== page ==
[Copyrighted Material Omitted]
from the Circuit Court for St. Johns County, Florida, John
Bowen Creed, of Creed & Gowdy, P.A., Jacksonville, for
Maloch, Atlanta, GA, pro se.
DUBOIS, E., Associate Judge.
Davis, f/k/a Laura Maloch ("Former Wife") appeals
the final order setting aside the magistrates report and
denying her petition to modify alimony. We reverse and remand
with instructions to the trial court.
Wife and Roger Maloch ("Former Husband") married in
1980 and finalized their dissolution of marriage in 2008. At
the time of dissolution, Former Wife worked as a nutritionist
and Former Husband worked as a chief financial officer. In
the final judgment of dissolution, the trial court imputed
$43,000 of annual income to Former Wife. It noted that Former
Husbands annual salary was $225,000, with eligibility for a
yearly bonus of up to half his salary. Additionally, it found
that Former Husband had stock options valued in excess of
$100,000. The trial court awarded Former Wife $2500 per month
in permanent periodic alimony. Former Wife appealed, and
prior to the finalization of that appeal, the parties entered
into a consent agreement ("Consent Agreement"),
modifying Former Wifes permanent periodic alimony award to
$5500 per month.
2010, Former Husband became unemployed. He filed a
supplemental petition for modification of alimony, and the
trial court granted that relief in 2011 ("2011
Modification Order"), reducing his required monthly
alimony payment to $1. In 2012, Former Wife petitioned to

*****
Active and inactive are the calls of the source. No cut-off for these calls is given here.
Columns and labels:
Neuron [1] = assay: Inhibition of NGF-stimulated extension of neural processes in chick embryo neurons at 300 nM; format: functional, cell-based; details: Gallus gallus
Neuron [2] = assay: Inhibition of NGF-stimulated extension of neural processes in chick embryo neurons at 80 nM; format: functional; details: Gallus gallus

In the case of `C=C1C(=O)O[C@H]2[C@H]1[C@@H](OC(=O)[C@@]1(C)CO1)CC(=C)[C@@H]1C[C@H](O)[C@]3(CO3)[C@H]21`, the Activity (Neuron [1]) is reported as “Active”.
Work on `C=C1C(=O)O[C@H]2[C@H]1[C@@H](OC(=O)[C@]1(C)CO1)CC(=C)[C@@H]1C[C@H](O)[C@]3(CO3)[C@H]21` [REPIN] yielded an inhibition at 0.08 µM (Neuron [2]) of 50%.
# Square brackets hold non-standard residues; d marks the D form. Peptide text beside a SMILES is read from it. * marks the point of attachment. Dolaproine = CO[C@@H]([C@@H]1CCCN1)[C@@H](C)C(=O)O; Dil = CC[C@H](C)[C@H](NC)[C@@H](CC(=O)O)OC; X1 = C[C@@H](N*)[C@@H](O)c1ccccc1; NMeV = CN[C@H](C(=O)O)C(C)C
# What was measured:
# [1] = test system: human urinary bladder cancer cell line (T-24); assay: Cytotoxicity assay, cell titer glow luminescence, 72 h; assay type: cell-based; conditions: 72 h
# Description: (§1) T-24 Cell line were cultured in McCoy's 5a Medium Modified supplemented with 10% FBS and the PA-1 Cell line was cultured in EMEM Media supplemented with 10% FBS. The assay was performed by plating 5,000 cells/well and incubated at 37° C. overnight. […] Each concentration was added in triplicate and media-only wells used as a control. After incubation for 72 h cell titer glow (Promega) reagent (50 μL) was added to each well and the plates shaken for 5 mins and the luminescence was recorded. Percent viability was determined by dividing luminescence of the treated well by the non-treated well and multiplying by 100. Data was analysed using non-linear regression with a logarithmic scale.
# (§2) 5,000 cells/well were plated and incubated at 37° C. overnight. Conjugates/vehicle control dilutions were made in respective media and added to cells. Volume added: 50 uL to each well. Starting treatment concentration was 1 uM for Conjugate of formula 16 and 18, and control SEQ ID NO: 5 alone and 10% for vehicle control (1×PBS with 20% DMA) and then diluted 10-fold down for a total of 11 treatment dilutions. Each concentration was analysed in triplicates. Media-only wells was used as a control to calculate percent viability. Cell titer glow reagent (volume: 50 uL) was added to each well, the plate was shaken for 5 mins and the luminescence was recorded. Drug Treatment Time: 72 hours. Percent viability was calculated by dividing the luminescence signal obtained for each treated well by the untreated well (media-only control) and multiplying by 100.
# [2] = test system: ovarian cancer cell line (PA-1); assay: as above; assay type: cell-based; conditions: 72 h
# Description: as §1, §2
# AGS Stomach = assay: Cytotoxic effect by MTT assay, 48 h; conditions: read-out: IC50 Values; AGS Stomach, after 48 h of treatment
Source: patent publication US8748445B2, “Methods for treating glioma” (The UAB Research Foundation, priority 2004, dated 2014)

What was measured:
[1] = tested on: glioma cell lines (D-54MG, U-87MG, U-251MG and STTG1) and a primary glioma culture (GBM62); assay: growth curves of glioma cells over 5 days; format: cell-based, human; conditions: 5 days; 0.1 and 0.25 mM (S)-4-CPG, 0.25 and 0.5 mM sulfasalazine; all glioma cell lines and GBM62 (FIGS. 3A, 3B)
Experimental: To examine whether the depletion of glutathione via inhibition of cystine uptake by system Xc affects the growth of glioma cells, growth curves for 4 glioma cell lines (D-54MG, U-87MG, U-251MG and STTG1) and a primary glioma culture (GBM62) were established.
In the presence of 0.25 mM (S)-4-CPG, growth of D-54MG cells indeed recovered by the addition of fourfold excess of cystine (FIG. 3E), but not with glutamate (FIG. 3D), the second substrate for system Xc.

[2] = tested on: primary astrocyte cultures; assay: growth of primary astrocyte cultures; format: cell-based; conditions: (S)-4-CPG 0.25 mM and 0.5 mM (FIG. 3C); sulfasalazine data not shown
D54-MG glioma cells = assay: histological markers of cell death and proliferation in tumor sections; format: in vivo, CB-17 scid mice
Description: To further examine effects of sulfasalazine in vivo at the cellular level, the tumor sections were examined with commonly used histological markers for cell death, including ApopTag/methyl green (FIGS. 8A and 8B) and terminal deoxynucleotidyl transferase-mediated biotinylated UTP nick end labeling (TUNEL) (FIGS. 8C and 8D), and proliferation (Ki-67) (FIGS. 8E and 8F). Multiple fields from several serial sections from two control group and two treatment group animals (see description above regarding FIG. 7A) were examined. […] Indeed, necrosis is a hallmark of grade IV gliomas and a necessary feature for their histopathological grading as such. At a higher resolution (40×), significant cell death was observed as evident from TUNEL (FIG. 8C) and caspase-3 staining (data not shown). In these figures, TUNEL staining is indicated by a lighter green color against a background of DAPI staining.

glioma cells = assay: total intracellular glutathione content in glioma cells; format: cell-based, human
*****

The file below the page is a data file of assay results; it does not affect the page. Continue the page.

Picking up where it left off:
modify alimony based on Former Husbands reemployment, and in
2014, the trial court entered an order ("2014
Modification Order") awarding Former Wife $1100 in
monthly alimony. The trial court continued to impute $43,000
of income to Former Wife.
2016, Former Wife filed another petition for modification of
alimony. The trial court denied the petition ("2016
Modification Order"), finding that Former Wife did not
prove that modification was warranted. It also noted that
Former Wife had a $76,000 annuity from which she previously
withdrew funds. Accordingly, Former Wifes alimony remained
at $1100 per month. Former Wife appealed the 2016
Modification Order, which this Court affirmed. Davis v.
Maloch, 221 So.3d 630 (Fla. 5th DCA 2016) (per curiam).
brings us to the petition that forms the basis for this
appeal— Former Wifes amended petition to modify
alimony, filed in 2017 ("2017 Petition"). In this
petition, Former Wife alleged that after the entry of the
2016 Modification Order, four substantial changes occurred
that warranted an upward modification: (1) Former Husband
found new, full-time employment, earning more than he did
Former Wife dissipated her annuity and savings to pay debts;
(3) Former Wife had to discontinue health and dental
insurance due to her inability to afford such coverage; and
(4) Hurricanes Matthew and Irma caused $25,000 of damage to
the marital home that Former Wife could not afford to repair.
Former Wife sought an upward modification to $5500 per ...